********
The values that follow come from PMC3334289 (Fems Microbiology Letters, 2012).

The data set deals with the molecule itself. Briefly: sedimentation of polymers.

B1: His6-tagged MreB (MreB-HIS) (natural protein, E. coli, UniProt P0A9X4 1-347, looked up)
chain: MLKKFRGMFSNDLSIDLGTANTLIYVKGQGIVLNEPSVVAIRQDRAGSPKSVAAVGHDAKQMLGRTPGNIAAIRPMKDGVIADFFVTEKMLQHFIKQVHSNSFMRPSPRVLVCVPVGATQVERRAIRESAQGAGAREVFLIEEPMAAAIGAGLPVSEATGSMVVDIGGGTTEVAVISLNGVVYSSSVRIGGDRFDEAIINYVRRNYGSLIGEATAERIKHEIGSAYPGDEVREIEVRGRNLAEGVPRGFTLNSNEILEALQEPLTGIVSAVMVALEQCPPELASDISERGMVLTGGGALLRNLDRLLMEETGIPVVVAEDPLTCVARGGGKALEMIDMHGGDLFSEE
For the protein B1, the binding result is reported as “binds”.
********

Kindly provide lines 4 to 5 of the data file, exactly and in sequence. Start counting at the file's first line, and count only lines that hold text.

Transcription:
chain: MLKKFRGMFSNDLSIDLGTANTLIYVKGQGIVLNEPSVVAIRQDRAGSPKSVAAVGHDAKQMLGRTPGNIAAIRPMKDGVIADFFVTEKMLQHFIKQVHSNSFMRPSPRVLVCVPVGATQVERRAIRESAQGAGAREVFLIEEPMAAAIGAGLPVSEATGSMVVDIGGGTTEVAVISLNGVVYSSSVRIGGDRFDEAIINYVRRNYGSLIGEATAERIKHEIGSAYPGDEVREIEVRGRNLAEGVPRGFTLNSNEILEALQEPLTGIVSAVMVALEQCPPELASDISERGMVLTGGGALLRNLDRLLMEETGIPVVVAEDPLTCVARGGGKALEMIDMHGGDLFSEE
For the protein B1, the binding result is reported as “binds”.